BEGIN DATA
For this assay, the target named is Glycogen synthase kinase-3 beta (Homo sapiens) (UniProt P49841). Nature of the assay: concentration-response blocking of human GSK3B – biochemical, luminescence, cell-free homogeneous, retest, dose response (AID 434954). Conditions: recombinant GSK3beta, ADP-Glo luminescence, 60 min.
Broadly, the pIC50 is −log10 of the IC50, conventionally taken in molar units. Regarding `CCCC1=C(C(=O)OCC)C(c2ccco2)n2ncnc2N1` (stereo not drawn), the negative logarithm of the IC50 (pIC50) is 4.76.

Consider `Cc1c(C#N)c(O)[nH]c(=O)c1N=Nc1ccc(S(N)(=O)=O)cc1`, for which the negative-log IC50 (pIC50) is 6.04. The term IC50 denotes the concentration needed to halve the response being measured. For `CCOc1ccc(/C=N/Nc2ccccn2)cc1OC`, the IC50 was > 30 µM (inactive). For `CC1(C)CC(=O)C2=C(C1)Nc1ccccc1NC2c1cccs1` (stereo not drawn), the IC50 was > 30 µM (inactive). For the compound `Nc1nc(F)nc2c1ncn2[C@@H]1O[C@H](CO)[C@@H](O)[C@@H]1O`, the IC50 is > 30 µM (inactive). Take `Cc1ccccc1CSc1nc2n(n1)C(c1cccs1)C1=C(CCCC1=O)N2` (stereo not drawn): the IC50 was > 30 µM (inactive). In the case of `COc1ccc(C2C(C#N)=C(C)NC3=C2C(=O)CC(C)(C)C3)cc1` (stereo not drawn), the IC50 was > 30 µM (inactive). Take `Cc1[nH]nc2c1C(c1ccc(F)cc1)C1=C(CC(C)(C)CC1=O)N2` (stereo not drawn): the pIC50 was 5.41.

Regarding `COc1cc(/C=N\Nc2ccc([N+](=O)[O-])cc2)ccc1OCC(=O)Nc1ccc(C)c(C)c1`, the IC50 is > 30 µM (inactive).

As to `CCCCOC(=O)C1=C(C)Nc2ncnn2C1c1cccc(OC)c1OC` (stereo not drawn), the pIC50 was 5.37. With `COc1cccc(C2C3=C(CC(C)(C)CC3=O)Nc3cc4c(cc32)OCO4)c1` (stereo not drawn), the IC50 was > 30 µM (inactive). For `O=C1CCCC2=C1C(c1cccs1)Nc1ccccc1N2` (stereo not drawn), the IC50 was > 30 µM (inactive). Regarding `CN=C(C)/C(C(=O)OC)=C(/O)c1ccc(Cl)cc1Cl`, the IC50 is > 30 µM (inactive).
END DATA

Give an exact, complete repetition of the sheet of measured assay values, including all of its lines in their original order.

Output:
For this assay, the target named is Glycogen synthase kinase-3 beta (Homo sapiens) (UniProt P49841). Nature of the assay: concentration-response blocking of human GSK3B – biochemical, luminescence, cell-free homogeneous, retest, dose response (AID 434954). Conditions: recombinant GSK3beta, ADP-Glo luminescence, 60 min.
Broadly, the pIC50 is −log10 of the IC50, conventionally taken in molar units. Regarding `CCCC1=C(C(=O)OCC)C(c2ccco2)n2ncnc2N1` (stereo not drawn), the negative logarithm of the IC50 (pIC50) is 4.76.

Consider `Cc1c(C#N)c(O)[nH]c(=O)c1N=Nc1ccc(S(N)(=O)=O)cc1`, for which the negative-log IC50 (pIC50) is 6.04. The term IC50 denotes the concentration needed to halve the response being measured. For `CCOc1ccc(/C=N/Nc2ccccn2)cc1OC`, the IC50 was > 30 µM (inactive). For `CC1(C)CC(=O)C2=C(C1)Nc1ccccc1NC2c1cccs1` (stereo not drawn), the IC50 was > 30 µM (inactive). For the compound `Nc1nc(F)nc2c1ncn2[C@@H]1O[C@H](CO)[C@@H](O)[C@@H]1O`, the IC50 is > 30 µM (inactive). Take `Cc1ccccc1CSc1nc2n(n1)C(c1cccs1)C1=C(CCCC1=O)N2` (stereo not drawn): the IC50 was > 30 µM (inactive). In the case of `COc1ccc(C2C(C#N)=C(C)NC3=C2C(=O)CC(C)(C)C3)cc1` (stereo not drawn), the IC50 was > 30 µM (inactive). Take `Cc1[nH]nc2c1C(c1ccc(F)cc1)C1=C(CC(C)(C)CC1=O)N2` (stereo not drawn): the pIC50 was 5.41.

Regarding `COc1cc(/C=N\Nc2ccc([N+](=O)[O-])cc2)ccc1OCC(=O)Nc1ccc(C)c(C)c1`, the IC50 is > 30 µM (inactive).

As to `CCCCOC(=O)C1=C(C)Nc2ncnn2C1c1cccc(OC)c1OC` (stereo not drawn), the pIC50 was 5.37. With `COc1cccc(C2C3=C(CC(C)(C)CC3=O)Nc3cc4c(cc32)OCO4)c1` (stereo not drawn), the IC50 was > 30 µM (inactive). For `O=C1CCCC2=C1C(c1cccs1)Nc1ccccc1N2` (stereo not drawn), the IC50 was > 30 µM (inactive). Regarding `CN=C(C)/C(C(=O)OC)=C(/O)c1ccc(Cl)cc1Cl`, the IC50 is > 30 µM (inactive).